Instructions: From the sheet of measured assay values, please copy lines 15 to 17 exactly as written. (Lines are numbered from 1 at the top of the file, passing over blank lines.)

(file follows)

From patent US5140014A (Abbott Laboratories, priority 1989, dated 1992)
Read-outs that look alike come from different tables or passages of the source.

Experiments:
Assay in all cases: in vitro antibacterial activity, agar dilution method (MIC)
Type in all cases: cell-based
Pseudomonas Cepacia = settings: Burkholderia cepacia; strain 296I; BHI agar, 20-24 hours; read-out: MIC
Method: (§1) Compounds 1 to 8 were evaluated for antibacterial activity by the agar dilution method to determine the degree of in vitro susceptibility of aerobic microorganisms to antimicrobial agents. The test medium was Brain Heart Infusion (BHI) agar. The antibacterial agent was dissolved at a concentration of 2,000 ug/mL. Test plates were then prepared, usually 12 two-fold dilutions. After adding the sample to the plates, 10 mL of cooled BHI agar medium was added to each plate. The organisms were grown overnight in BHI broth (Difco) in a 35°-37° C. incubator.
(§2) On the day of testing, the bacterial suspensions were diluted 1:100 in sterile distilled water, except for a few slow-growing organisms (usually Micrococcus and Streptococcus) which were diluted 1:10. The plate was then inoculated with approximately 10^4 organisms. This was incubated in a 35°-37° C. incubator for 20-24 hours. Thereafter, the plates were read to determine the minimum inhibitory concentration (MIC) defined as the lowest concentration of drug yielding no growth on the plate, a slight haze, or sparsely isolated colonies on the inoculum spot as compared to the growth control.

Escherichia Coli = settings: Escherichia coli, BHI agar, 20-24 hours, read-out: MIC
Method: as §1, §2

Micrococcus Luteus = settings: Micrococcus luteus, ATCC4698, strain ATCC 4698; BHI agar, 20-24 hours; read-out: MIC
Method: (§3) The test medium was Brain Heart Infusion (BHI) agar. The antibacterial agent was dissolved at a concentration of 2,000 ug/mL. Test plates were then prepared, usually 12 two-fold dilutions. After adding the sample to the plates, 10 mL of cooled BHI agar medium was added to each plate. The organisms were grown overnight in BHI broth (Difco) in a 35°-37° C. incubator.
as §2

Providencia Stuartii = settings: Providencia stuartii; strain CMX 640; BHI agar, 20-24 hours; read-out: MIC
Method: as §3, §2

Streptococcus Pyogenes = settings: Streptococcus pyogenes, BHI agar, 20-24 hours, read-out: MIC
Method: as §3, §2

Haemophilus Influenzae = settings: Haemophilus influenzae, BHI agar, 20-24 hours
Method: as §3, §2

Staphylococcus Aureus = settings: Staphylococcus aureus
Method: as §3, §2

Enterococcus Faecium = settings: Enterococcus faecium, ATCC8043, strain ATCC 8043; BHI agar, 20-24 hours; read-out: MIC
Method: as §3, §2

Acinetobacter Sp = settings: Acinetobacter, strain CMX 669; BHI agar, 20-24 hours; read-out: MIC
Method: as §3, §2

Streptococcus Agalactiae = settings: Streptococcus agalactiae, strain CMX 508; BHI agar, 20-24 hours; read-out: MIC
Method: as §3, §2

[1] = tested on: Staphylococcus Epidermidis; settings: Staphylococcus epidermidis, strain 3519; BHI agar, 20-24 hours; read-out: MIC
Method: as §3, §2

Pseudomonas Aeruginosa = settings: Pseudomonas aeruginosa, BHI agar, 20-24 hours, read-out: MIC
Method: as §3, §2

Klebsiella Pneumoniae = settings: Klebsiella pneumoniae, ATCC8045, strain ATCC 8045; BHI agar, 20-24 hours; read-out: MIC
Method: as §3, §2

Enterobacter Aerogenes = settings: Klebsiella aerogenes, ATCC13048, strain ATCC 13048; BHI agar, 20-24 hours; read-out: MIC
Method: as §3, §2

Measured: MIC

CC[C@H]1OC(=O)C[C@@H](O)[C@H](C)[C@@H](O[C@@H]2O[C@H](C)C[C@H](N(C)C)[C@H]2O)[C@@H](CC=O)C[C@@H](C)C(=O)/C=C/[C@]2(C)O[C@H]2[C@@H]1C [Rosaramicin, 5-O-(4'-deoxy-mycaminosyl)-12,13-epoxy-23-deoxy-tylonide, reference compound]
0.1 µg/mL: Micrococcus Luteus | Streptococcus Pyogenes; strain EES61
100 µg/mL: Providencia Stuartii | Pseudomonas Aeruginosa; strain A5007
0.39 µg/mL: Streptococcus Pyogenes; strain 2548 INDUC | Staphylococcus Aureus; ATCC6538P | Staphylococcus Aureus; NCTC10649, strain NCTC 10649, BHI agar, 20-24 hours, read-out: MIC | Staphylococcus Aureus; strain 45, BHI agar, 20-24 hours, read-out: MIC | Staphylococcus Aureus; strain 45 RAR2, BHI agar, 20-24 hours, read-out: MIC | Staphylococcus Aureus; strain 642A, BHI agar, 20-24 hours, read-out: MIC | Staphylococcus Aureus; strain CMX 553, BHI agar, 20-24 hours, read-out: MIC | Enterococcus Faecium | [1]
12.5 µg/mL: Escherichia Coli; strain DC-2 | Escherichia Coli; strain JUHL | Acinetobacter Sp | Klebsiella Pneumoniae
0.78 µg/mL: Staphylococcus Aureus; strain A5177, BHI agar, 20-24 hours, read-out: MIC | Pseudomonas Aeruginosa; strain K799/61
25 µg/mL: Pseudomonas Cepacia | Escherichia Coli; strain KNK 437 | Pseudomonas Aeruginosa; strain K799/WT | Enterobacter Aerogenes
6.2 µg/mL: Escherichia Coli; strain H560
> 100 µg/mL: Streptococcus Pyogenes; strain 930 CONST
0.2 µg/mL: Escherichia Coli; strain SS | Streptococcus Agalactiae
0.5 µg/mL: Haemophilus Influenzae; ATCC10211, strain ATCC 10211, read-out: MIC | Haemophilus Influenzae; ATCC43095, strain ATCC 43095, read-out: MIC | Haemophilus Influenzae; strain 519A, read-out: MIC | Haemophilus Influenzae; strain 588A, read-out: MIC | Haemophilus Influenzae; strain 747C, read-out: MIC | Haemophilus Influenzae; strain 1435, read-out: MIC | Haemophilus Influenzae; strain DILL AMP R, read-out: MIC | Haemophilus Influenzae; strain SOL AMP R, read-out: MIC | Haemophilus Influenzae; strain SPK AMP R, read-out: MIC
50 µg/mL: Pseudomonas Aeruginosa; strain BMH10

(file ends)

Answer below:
Method: as §3, §2

Streptococcus Pyogenes = settings: Streptococcus pyogenes, BHI agar, 20-24 hours, read-out: MIC
Method: as §3, §2